I’m not sure how many of you know that, back in 2010, I spent 9 months as a keyholder at a mainstream retail store. It was the most exhausting, demeaning, and enlightening experience of my life. (And I’ve been to grad school!)
I was hired as a ‘Pricing Specialist,’ which meant I was largely responsible for all markdowns, signage, and marketing in the store. I, along with another associate or two, would be expected to go through thousands of markdowns (items going on clearance), change out hundreds of signs, and replace huge vinyl window signs each week - if not each day - within a short time frame, often while attempting to assist customers and replenish inventory during store business hours.
I sincerely enjoyed certain aspects of that job - the methodical way we had to go through each and every piece to put on clearance, the puzzle-solving aspect of how to fit all of those items in the already-junked-up clearance section, the constantly changing marketing campaigns, and the satisfied feeling of the rare days when things were completed on time and without any issues.
Other aspects, notsomuch. The customer base at this store was rude and treated us like servants. The corporate management (not in-store) was completely out of touch with everyday activities, belittled us constantly, and had completely unrealistic expectations. I got paid more on unemployment than I did at this job, a level just under the in-store management team.
And the waste, oh god the WASTE. Vinyl window signs that were over 10’ x 10’, hundreds of paper pricing signs, and thousands upon thousands of plastic hangers were trashed every month. Not to mention the damaged and defective apparel that I had to personally shred and throw in the garbage.
At the time, many people encouraged me to write about my experiences but in all honesty, I was so exhausted every day that I didn’t have the energy. However, I recently finished reading Malled: My Unintentional Career in Retail by Caitlin Kelly and I felt like I was commiserating with her on every page.
Written about her experience working at a mainstream retailer (North Face) after losing her job as a journalist, Kelly’s writing burns with frustration that few people care about the atrocities that happen every day in every retail store selling mass-produced goods across America. It also emphasizes how many of us are actually exacerbating the problem by demanding so much from people who get paid so little and from constantly consuming more and more and more cheap products.
Anyone who has worked a retail job will appreciate the unreasonable list of things associates are expected to do while being charming to all customers. The discussion she has of ever-longer holiday hours that don’t allow low-level employees any time off has become even worse now, as have stories of violence and death on Black Friday just for some great ‘deals’.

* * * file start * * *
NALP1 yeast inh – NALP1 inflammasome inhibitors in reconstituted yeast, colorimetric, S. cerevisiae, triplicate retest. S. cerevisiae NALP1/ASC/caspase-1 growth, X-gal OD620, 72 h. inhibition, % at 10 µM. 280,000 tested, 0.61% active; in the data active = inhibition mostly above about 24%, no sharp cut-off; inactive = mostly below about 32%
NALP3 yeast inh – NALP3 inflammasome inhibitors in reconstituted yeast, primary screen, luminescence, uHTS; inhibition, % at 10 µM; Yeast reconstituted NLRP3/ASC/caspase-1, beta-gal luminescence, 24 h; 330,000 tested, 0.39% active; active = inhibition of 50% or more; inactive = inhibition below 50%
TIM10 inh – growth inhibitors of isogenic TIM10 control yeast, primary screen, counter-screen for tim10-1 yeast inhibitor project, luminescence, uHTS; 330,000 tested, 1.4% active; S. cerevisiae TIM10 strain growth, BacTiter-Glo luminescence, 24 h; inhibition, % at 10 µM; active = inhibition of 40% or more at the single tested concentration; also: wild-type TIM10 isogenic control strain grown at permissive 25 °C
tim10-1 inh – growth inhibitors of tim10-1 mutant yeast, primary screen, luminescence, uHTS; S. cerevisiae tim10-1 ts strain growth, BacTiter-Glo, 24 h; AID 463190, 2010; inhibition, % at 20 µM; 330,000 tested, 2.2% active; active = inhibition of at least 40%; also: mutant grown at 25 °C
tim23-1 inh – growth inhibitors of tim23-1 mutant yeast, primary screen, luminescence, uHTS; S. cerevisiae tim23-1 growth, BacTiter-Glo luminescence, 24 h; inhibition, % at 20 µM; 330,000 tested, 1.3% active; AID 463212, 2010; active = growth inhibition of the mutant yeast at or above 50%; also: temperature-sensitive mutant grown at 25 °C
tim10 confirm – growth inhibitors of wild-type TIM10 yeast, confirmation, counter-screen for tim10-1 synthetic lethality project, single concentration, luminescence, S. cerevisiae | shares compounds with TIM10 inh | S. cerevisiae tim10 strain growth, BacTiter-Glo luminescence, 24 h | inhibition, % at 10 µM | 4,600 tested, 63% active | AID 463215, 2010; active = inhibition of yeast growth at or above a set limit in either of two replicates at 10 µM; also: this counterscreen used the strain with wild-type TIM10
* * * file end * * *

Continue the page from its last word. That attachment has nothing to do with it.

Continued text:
She also shares stories of just how few breaks retail workers get and how strict workplaces usually are about simple things like having a snack or bathroom breaks. She points out the economic realities of how hard you have to work to earn $9 an hour (or less) when she shifts from a hardworking employee to a consumer herself, shopping on her lunch break, and analyzes whether a $70 tank top is worth it.
And the final chapter Customers From Hell, including the story of the one time she cried at work, almost made me weep not from pure empathy but from memories of extremely similar situations feeling like a human punching bag.
Kelly makes a point of not whining and falling into despair throughout the book, though, pointing out how she enjoyed helping a variety of customers solve problems and find exactly what they were looking for - ‘making people happy’, which in turn increased her feelings of being valued (something she rarely experienced in her previous journalism job). The simplicity - “show up, work hard, go home, get paid” - can also be appealing, especially to anyone who’s worked freelance or another job where paychecks come infrequently and often with uncertainty.
The brief discussion of stores who value their employees and locally-owned businesses also rings especially true - knowing that every hard-earned dollar you spend there is going to an independent business owner and not inflated corporate salaries for people who don’t even do the difficult work.
In the end, Kelly comes to a conclusion very similar to the one I reached myself when I quit working my retail job:
As Kelly points out throughout the book, you never know when it could be you on the other side of the counter. I don’t regret my time spent working in mainstream retail and I luckily had the choice to leave after a while. Others are not so lucky. Your purchase decisions have an impact in many ways and all workers deserve respect.
Find Caitlin Kelly’s book at an independent bookstore here: Malled.